The following is commentary from CBS 11’s political reporter Jack Fink:
DALLAS (CBSDFW.COM) – With 155 delegates up for grabs during its primary, Texas is the nation’s second biggest prize. In any normal year Texas matters.
The Lone Star State is usually included in Super Tuesday.
This year, Super Tuesday is March 6, and Texas would have been the most important battleground. Not now.
The redistricting fight delayed the Lone Star State’s primary from Super Tuesday to April 3, and now again, to May 29 at the very earliest. That’s just a working date.
The primary could very well happen in June.
The question many are asking is will our state’s Republican primary become irrelevant?
In a normal year, the answer would be yes because by late May or June, the race would likely be decided and a nominee – Republican or Democrat would have already emerged.
But if we’ve learned anything this year, it’s that it’s far from normal.
Texas’ influence on the race will largely depend on what happens on Super Tuesday.
If Mitt Romney has a big night, and can win states like Ohio and even Oklahoma, he could be on his way to win the nomination, and Texas could be an after-thought.
But if Rick Santorum wins Ohio and other states, and has a really good Super Tuesday, then Texas could very well matter. And because Texas’ 155 delegates will be awarded proportionally, that will likely keep the contest here even more competitive.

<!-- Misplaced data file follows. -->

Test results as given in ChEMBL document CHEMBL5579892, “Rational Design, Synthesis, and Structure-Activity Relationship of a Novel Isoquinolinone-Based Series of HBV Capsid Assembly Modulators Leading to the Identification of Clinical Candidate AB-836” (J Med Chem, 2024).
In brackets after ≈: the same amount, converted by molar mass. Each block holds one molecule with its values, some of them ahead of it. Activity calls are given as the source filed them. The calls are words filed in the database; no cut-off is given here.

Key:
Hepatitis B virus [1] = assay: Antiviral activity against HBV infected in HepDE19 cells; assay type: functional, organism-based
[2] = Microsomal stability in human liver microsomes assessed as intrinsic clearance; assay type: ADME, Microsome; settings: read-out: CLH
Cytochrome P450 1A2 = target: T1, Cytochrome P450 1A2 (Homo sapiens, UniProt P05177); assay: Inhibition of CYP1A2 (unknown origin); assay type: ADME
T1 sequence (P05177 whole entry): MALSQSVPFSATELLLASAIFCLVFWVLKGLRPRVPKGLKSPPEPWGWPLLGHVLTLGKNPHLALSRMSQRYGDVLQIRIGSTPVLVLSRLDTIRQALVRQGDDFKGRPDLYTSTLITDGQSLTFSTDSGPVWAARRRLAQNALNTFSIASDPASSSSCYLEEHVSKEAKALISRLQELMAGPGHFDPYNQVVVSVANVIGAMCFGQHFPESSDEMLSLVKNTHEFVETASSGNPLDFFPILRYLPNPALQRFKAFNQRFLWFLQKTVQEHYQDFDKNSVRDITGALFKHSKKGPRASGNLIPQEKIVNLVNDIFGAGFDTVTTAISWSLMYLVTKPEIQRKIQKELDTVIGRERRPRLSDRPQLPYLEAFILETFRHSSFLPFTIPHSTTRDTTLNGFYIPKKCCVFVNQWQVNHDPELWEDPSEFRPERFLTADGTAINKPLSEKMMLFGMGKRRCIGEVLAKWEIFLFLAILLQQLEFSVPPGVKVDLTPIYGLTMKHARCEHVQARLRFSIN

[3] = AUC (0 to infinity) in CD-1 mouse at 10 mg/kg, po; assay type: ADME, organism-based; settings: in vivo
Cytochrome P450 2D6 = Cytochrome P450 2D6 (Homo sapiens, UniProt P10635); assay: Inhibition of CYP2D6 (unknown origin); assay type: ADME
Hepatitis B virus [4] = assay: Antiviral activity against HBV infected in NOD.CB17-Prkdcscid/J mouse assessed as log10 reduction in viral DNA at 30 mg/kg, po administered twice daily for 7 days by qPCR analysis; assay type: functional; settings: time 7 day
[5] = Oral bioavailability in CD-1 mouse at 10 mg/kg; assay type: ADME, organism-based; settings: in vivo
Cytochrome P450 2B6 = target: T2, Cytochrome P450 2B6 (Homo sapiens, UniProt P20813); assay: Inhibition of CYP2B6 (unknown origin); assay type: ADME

If it’s a close race before Texas, then the candidates will need every delegate they can win. So that means the candidates would be campaigning in the Lone Star State a lot, and spending millions of dollars in TV and radio ads.
If the delegates were winner take all as they were in Florida, then candidates trailing in the polls may not want to compete, and decide to use their resources elsewhere.
Here’s something else to keep in mind: Another large state, California, with 172 delegates at stake, has its primary June 5. So for now, this year’s primary is still a work in progress.
The actual Texas primary date will be decided once there’s an agreement on redistricting.
A total of 10 minority groups sued the state claiming the Republican drawn Congressional and State House and Senate maps violated the Voting Rights Act by not giving minorities enough opportunities to elect their own candidates — especially when much of the population growth in Texas has been from Hispanics.
On Wednesday, the parties agreed to the State Senate maps. That gave Democratic State Senator Wendy Davis of Fort Worth a huge victory. Republicans had originally drawn a different District 10, and would have spread minorities into other districts. But now, Davis’ district will remain intact. She says this is a victory not only for her, but for her constituents. Davis predicted she would be re-elected.
The Tarrant County Republican Party chairwoman, Jennifer Hall told me that her party will still do well in Davis’ district, and that the Democrat will have her hands full.
The dispute over the State Senate and Congressional maps has yet to be settled.
So the longer that battle continues, the later the Texas primary.